In a new interview with Craig Mish on the Swings and Mishes podcast, agent Scott Boras opens up about the late Marlins ace José Fernández. Tuesday marks the two-year anniversary of JDF’s tragic death in a boating accident.
The Marlins made Fernández their first-round pick (No. 14 overall) in the 2011 MLB draft. Boras became his representative after the 2012 season while he was still a minor leaguer.
The two of them had a very close relationship, and the Fernández family had so much trust in Boras that José’s mother, Maritza, urged him to speak at the funeral.
Boras describes the difficulty of finding the right words to eulogize his All-Star client:
“The process of trying to illustrate to everyone who [Fernández] really was—his spirit, his passion, his love for his community, his teammates, everyone involved—it was very hard to form because you kept thinking about the last time you talked with him, the last moments you spent with him, the absolute hilarity of his sense of humor, the confidence that he had on the mound, his innate ability to understand how to pitch to particular hitters, all the joy that you shared with him...You just really wanted to try to communicate a voice that was his, a message that was his to really illustrate what he was about.”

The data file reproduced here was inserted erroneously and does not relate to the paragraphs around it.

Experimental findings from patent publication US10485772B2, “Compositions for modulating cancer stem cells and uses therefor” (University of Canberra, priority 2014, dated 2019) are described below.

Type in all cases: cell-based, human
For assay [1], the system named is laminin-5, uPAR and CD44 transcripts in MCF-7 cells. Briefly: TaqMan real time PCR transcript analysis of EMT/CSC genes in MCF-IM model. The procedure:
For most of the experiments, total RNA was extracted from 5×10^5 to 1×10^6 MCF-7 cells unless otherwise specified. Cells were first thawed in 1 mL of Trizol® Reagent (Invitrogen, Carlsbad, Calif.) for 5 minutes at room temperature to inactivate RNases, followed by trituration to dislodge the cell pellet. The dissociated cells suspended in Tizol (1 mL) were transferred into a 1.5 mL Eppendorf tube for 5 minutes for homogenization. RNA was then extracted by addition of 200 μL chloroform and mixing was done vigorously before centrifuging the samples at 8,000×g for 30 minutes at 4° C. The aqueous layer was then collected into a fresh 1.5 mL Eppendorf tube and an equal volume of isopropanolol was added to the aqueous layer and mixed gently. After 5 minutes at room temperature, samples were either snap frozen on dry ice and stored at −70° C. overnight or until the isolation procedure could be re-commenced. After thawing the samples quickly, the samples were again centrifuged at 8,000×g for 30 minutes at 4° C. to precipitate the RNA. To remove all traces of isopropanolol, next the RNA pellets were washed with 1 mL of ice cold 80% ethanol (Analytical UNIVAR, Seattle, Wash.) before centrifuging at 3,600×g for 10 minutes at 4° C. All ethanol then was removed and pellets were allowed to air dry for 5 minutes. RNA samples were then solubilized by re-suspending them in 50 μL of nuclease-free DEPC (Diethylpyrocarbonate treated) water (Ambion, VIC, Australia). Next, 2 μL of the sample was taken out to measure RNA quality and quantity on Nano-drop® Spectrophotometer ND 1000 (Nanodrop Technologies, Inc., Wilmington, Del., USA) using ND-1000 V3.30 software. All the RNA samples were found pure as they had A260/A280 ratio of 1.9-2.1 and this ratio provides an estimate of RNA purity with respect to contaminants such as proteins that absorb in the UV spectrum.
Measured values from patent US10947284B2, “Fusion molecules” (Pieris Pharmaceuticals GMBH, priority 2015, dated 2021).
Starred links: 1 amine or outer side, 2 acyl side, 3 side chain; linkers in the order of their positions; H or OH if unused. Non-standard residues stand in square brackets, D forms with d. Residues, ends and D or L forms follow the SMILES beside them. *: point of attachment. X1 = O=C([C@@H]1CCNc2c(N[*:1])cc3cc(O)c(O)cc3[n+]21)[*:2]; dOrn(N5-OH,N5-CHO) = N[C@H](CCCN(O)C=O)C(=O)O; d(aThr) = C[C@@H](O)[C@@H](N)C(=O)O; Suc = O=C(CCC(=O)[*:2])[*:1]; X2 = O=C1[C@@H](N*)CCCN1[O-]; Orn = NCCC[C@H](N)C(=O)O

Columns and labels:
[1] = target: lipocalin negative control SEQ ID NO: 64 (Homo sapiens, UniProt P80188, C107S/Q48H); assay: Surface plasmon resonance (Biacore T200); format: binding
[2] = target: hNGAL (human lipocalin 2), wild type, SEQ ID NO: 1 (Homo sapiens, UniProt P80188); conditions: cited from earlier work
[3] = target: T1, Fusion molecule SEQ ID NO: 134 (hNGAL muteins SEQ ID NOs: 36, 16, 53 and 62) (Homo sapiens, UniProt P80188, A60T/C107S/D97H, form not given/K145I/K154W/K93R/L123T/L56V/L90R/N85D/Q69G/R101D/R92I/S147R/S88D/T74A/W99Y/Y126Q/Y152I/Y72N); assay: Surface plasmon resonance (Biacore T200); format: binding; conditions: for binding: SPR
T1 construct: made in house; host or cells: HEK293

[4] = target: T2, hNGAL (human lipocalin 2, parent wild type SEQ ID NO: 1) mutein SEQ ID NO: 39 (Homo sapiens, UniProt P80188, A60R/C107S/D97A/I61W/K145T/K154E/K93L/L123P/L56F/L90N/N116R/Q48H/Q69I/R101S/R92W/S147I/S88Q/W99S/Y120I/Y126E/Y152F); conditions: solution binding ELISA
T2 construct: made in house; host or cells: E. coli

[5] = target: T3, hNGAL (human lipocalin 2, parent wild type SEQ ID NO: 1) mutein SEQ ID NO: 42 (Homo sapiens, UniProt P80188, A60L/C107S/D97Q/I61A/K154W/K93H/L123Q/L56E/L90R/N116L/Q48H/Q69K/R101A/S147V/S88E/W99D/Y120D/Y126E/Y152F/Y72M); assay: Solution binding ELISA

Though sports agents are often stereotyped as heartless and greedy, Boras showed true vulnerability in his emotional address:
Boras recalled the three “most proud moments” of JDF’s life: buying his mother a house, becoming a U.S. citizen and learning he’d be a father for the first time.
“Greatness is a blessing, it’s a true blessing,” Boras said, “but it’s also an extraordinarily heavy burden. Greatness creates a feeling of invincibility, particularly to a young man, empowering with evidence of a skill on a daily basis.”
The interview with Mish continued with several “what if” questions about Fernández and the Marlins. After the 2016 season, he would’ve had two years remaining under club control.
Due to reach free agency at age 26, Boras believes Fernández was destined to become “one of the highest-paid players in baseball, if not the highest-paid pitcher.” He notes the unique combination youth and dominance.
Longtime Marlins owner Jeffrey Loria took the loss very personally, Mish says, and might have held onto the franchise if Fernández hadn’t died. Boras declined to speculate about that, but admitted that the talented core of Fernández, Giancarlo Stanton, Christian Yelich, etc. represented a “great start” to a potential contender.